A short branch ran off the Great Western's Shrewsbury to Chester line just south of Wrexham (and just inside the Welsh border), serving a few minor stations but, more importantly, a number of collieries. Along this branch, the location of Brymbo warranted three boxes, and in accordance with GW naming practice, these were named East, Middle and West.
The Middle box was a quite sizeable structure for a relatively uncomplicated location. The layout was originally controlled by a 37 lever frame, although this was renewed by British Railways in 1957 with a standard Western Region frame of the type illustrated at Newtown containing 42 levers.
The box itself is of a design used by the Great Western from 1889 to 1896, having a less steeply-pitched roof than the earlier types (see Moreton-in-Marsh). Boxes built after 1896 had gabled roofs and a different arrangement of window panes - as illustrated at Astrop and Athelney. Another example of similar design to this box can be seen at Cowley Bridge Junction.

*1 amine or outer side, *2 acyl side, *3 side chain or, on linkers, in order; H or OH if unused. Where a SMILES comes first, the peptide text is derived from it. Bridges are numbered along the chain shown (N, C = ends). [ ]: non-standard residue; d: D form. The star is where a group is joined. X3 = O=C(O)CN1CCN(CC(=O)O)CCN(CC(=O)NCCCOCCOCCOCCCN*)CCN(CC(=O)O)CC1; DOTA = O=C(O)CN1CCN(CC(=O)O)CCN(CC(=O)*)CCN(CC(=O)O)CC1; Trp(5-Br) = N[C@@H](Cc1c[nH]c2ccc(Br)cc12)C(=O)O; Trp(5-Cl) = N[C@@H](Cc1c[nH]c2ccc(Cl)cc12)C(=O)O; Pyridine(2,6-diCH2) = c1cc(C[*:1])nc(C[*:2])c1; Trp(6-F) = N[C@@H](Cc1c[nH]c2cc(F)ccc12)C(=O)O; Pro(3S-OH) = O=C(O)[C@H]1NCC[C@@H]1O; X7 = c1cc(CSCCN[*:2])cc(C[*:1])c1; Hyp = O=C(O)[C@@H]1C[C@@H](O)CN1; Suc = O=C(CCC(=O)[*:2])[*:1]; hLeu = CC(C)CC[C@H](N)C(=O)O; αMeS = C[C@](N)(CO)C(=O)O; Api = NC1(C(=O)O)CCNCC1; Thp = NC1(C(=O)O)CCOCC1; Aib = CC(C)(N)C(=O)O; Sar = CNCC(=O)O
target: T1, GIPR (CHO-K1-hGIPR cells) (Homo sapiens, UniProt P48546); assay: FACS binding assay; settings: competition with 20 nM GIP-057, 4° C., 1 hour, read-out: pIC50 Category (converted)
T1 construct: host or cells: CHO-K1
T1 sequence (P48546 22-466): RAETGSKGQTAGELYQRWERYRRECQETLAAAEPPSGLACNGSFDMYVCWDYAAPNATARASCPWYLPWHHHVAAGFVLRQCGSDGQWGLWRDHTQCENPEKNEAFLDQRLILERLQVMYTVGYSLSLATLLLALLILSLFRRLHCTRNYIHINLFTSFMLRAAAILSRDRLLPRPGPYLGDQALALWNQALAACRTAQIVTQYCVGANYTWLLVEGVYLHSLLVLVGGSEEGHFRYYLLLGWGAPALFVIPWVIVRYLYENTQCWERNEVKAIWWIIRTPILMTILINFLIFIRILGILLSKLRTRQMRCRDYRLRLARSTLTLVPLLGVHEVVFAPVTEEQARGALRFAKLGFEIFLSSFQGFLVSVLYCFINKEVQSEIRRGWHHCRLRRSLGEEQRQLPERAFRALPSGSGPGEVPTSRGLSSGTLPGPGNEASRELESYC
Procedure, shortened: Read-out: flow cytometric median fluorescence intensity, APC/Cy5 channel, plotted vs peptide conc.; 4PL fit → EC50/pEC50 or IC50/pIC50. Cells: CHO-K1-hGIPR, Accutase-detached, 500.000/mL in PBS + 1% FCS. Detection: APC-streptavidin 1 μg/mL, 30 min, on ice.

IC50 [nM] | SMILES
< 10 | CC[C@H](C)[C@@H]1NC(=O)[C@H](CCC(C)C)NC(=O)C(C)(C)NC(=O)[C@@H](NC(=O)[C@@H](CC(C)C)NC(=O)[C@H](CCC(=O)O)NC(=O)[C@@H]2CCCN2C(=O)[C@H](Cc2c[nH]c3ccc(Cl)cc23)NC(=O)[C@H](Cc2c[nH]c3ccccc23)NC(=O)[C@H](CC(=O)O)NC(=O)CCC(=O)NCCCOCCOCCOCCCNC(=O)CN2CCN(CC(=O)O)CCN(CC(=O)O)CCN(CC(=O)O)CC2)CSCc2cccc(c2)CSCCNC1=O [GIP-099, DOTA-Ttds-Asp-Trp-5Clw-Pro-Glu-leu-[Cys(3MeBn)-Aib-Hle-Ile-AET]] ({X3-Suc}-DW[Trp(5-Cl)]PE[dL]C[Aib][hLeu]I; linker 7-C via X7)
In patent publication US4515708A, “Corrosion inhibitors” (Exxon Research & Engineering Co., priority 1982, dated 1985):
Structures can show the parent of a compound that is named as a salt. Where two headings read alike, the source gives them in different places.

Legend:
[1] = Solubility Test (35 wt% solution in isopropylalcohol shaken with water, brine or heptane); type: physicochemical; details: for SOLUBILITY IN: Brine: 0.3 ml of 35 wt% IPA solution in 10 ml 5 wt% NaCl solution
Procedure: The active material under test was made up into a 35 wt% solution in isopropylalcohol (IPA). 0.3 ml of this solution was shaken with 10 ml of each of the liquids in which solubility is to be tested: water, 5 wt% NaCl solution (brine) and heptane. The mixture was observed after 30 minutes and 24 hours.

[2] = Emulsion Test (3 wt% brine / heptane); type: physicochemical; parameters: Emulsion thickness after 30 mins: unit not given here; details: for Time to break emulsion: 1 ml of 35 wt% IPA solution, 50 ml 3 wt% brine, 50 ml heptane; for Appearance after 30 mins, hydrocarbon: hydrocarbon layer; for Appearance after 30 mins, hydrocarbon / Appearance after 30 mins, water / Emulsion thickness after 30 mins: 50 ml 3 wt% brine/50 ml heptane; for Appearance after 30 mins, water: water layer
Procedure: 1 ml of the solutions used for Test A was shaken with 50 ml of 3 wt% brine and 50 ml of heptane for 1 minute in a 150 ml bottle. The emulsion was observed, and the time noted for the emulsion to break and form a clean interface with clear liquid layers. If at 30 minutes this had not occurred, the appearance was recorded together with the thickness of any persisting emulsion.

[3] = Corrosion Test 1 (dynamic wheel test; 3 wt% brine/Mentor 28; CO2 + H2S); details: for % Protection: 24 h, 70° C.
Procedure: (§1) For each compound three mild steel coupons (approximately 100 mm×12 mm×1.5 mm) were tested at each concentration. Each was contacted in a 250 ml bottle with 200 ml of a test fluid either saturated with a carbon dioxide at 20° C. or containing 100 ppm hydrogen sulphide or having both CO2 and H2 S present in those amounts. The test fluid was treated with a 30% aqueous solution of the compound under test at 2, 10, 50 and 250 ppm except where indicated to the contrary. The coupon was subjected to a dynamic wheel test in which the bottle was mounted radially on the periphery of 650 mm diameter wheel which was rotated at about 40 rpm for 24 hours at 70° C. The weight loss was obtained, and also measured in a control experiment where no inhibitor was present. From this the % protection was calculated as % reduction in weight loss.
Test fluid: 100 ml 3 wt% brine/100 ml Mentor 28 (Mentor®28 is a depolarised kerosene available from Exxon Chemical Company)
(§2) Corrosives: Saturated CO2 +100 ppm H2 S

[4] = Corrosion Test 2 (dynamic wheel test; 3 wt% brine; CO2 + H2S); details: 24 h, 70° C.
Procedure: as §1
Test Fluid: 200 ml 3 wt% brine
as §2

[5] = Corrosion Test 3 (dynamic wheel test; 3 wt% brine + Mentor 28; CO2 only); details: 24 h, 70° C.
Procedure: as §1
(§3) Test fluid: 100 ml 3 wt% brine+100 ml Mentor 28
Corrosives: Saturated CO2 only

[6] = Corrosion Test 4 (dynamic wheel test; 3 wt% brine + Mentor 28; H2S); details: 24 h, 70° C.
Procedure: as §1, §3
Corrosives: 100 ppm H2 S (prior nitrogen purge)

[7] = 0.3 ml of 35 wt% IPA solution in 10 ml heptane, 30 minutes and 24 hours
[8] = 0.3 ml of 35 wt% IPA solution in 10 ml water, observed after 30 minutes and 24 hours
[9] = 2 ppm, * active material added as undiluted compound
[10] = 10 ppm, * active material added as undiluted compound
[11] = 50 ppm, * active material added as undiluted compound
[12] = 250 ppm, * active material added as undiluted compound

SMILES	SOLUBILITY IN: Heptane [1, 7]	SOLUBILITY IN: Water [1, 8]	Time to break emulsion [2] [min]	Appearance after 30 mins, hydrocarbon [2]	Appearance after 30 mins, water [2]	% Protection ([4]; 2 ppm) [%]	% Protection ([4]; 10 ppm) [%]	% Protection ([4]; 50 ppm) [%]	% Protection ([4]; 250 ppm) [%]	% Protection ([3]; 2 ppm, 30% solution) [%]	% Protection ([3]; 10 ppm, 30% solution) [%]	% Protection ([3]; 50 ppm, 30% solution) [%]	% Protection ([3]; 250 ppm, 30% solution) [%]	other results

As the colliery traffic dwindled, the line became used less and less. It finally fell into disuse and the box formally closed on 20th September 1982.
On 27th September 1977, 25165 heads down the bank from Brymbo Middle with a train of steel from Brymbo Steelworks
The end of steam locos came on 16th January 1956 when the first of several diesel electric locomotives was delivered and christened "Esmond". This 30 toner was built by the Yorkshire Engine Co. and had a 0-6-0 wheel set. Powered by a Rolls Royce 6 cylinder supercharged engine it delivered 200hp via a BTH RTA traction motor.